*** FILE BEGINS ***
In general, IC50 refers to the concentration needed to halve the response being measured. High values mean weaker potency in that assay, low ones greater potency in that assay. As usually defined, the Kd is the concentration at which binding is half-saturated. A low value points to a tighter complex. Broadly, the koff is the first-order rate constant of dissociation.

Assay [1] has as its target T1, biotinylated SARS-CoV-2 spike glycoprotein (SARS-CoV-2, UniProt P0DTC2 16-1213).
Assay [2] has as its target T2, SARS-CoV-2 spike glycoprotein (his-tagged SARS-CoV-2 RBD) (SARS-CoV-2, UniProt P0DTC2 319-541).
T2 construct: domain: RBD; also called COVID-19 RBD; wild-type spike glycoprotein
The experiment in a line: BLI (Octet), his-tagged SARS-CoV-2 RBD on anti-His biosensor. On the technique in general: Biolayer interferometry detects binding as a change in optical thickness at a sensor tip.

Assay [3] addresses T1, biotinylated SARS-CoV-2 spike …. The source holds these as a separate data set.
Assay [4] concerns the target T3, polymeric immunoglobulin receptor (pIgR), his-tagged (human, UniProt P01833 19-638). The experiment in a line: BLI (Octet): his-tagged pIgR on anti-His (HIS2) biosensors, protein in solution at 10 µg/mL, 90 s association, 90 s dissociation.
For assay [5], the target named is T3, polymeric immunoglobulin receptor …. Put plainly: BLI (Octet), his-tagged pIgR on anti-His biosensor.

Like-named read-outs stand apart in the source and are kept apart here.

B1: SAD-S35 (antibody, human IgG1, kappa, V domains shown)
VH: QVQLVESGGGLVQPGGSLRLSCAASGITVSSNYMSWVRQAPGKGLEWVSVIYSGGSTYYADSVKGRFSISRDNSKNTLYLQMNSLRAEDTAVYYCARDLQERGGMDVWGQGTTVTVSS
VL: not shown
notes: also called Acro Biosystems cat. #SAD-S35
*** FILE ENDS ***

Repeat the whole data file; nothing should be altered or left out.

In general, IC50 refers to the concentration needed to halve the response being measured. High values mean weaker potency in that assay, low ones greater potency in that assay. As usually defined, the Kd is the concentration at which binding is half-saturated. A low value points to a tighter complex. Broadly, the koff is the first-order rate constant of dissociation.

Assay [1] has as its target T1, biotinylated SARS-CoV-2 spike glycoprotein (SARS-CoV-2, UniProt P0DTC2 16-1213).
Assay [2] has as its target T2, SARS-CoV-2 spike glycoprotein (his-tagged SARS-CoV-2 RBD) (SARS-CoV-2, UniProt P0DTC2 319-541).
T2 construct: domain: RBD; also called COVID-19 RBD; wild-type spike glycoprotein
The experiment in a line: BLI (Octet), his-tagged SARS-CoV-2 RBD on anti-His biosensor. On the technique in general: Biolayer interferometry detects binding as a change in optical thickness at a sensor tip.

Assay [3] addresses T1, biotinylated SARS-CoV-2 spike …. The source holds these as a separate data set.
Assay [4] concerns the target T3, polymeric immunoglobulin receptor (pIgR), his-tagged (human, UniProt P01833 19-638). The experiment in a line: BLI (Octet): his-tagged pIgR on anti-His (HIS2) biosensors, protein in solution at 10 µg/mL, 90 s association, 90 s dissociation.
For assay [5], the target named is T3, polymeric immunoglobulin receptor …. Put plainly: BLI (Octet), his-tagged pIgR on anti-His biosensor.

Like-named read-outs stand apart in the source and are kept apart here.

B1: SAD-S35 (antibody, human IgG1, kappa, V domains shown)
VH: QVQLVESGGGLVQPGGSLRLSCAASGITVSSNYMSWVRQAPGKGLEWVSVIYSGGSTYYADSVKGRFSISRDNSKNTLYLQMNSLRAEDTAVYYCARDLQERGGMDVWGQGTTVTVSS
VL: not shown
notes: also called Acro Biosystems cat. #SAD-S35